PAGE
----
In a surprising turn, media outlets just began reporting that Procter & Gamble, the maker of Pampers diapers, has been steathily removing and replacing Sesame Street characters on their product since the start of the summer. The company denied now public whispers of the change being a result of parental feedback of the iconic figures being “too masculine.” As the day has gone on, more firm denials of that narrative have been published by the brand with recognition that they do make changes based on market research of parents (see here and here).
The NY Post had reported, “the world’s biggest diaper brand has quietly wiped characters like Elmo, Big Bird, Cookie Monster and Oscar the Grouch from most of its diapers” despite no formal announcement. The NY Post investigation maintains, “spokespeople were cagey about the reasons” and a mother was told by “customer service reps at P&G partly blamed the stealthy switch on gender issues.” The Sesame Street response included “emailing a link…with details about [Pampers’] current support for our gender equality work.”
Whatever the underlying reasoning, I do not associate any particular gender with any of the characters removed. As a pediatrician, I can’t recall witnessing the young target audience having any preoccupation with gender either. In fact, the ambiguity of their gender has allowed kids the opportunity to be imaginative, welcoming of all shapes, sizes, behaviors and traits.
The beauty is children see the personalities, not the gender. To them, Oscar is green and grumpy, a combination that is magically endearing. Adults see the gender, not the personalities. Marketing divisions of companies sell to parents. Maybe it’s the "grown-ups" that need a deeper dive. Though well-intended, these efforts that fixate on bias can achieve the unintended consequence of imposing it instead.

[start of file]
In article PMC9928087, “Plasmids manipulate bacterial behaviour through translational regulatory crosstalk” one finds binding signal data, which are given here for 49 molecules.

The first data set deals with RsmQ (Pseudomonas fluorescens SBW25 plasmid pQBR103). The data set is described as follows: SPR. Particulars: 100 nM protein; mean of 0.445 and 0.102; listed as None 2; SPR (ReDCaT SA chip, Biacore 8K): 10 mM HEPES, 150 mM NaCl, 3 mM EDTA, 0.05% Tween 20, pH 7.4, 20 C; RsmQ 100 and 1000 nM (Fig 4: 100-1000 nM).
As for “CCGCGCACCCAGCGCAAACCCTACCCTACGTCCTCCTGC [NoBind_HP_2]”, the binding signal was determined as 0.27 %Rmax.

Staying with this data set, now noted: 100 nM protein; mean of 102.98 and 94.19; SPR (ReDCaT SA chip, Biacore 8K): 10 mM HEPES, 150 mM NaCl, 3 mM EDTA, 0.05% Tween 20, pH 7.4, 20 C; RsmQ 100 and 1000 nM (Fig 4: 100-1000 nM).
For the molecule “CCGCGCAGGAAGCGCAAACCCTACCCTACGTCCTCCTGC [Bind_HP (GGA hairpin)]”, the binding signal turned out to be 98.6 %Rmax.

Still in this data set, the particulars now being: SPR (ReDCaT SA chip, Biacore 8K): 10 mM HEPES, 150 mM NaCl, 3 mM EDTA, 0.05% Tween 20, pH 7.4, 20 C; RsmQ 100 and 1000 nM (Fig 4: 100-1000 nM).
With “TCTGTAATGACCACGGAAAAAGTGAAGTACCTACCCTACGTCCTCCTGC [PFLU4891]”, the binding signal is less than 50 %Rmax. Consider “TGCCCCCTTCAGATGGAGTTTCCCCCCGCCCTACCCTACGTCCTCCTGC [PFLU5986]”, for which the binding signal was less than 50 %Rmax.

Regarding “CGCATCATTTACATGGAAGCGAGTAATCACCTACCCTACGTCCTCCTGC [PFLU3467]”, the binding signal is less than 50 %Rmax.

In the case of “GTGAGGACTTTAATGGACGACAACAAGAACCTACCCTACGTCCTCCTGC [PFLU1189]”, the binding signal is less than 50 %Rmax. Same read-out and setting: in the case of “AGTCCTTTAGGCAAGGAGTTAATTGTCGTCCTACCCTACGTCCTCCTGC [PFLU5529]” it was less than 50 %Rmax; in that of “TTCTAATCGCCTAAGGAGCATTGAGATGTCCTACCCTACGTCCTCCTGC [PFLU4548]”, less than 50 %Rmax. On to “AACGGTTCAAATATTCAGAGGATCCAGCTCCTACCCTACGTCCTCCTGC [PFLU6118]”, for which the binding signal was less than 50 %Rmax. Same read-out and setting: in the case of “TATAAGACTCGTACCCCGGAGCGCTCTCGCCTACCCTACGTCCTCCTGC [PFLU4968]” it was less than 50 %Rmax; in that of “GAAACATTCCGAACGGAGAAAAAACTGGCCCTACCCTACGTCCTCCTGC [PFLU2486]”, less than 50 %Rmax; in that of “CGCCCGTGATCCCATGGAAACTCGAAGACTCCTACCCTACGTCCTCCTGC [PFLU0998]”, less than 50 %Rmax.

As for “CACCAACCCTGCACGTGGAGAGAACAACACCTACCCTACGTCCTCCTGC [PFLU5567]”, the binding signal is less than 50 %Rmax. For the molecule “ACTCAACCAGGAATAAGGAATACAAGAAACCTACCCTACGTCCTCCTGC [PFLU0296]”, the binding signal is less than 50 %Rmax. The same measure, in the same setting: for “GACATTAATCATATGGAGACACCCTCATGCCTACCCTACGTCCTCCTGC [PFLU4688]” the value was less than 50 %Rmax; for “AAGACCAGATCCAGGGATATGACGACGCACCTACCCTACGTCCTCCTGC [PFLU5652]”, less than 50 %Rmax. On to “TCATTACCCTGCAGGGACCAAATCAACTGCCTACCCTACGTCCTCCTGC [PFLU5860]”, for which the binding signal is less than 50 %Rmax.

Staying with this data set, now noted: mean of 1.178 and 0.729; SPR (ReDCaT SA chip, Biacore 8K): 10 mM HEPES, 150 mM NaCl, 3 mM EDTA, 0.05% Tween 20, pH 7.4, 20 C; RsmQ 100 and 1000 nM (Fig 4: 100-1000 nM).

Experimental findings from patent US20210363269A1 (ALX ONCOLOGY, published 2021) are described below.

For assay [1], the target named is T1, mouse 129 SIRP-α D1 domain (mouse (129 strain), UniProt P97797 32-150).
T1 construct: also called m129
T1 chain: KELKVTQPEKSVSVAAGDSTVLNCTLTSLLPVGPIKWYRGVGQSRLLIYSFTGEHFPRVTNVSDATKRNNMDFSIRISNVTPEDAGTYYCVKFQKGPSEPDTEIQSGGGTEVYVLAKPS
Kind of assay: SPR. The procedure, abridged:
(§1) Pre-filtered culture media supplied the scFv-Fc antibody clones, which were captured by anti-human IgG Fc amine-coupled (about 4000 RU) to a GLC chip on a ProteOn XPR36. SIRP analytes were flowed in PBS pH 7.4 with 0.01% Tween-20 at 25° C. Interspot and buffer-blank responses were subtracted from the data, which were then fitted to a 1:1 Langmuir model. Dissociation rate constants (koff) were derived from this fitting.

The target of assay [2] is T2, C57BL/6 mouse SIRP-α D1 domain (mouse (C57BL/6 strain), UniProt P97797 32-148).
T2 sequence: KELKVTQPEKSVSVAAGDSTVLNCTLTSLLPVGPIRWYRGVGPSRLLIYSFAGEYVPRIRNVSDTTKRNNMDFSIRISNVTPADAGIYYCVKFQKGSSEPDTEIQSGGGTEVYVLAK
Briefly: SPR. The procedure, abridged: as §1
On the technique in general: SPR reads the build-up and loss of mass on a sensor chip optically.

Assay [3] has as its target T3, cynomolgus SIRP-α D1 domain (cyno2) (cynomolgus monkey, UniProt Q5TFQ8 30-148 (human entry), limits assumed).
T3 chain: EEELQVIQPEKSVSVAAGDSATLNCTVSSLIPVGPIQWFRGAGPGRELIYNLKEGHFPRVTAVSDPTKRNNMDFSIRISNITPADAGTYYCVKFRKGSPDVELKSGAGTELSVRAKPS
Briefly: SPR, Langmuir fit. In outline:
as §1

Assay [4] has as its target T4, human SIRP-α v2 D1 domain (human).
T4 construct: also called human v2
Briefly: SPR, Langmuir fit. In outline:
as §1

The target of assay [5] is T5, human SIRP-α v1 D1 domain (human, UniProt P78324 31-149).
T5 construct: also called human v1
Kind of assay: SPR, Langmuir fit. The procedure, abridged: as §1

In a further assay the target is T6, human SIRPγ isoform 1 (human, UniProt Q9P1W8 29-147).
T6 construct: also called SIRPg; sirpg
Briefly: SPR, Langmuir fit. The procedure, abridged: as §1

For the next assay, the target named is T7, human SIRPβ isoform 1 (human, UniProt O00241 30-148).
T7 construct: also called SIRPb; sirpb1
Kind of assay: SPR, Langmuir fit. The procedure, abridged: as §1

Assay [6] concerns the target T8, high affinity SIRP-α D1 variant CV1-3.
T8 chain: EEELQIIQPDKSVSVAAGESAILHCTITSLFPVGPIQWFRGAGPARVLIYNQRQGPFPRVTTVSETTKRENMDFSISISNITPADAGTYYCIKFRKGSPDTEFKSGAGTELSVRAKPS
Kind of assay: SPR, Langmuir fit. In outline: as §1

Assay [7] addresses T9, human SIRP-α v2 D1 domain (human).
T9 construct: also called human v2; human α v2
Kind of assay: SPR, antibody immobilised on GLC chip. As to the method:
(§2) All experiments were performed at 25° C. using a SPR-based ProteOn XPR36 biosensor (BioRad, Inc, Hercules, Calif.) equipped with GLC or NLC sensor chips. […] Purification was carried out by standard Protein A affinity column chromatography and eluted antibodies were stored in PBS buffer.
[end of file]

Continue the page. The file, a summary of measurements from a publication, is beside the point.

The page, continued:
What is so enduring about the wondrous, diverse personalities in this timeless children’s program is witnessing the sheer joy, universal acceptance, love, and laughter the young children and infants experience in reaction to them. The demographic in diapers or those in toddler terrain enjoy the colors and shapes, the songs, the interactions between human and puppet and the imprinting of heartwarming moments with their families and friends.
Diaper manufacturers are going to respond to the consumer as they are fundamentally driven by economics and tethered to a desire to stay in business. This often clouds whether decisions are actually right, as opposed to simply responding to the market. Children and, especially, the younger set embrace the world around them. The adults in it plant the seeds of what is good and bad, and for better and worse shape their lens.
The expansion of characters in Sesame Street reflecting individuals with autism and differing abilities to now being gender inclusive are great advances in line with societal progress. Selective tolerance and championing should not be the goal. There is plenty of room on that diaper for Big Bird, Oscar the Grouch and their newest friends. Inclusion by exclusion misses the mark.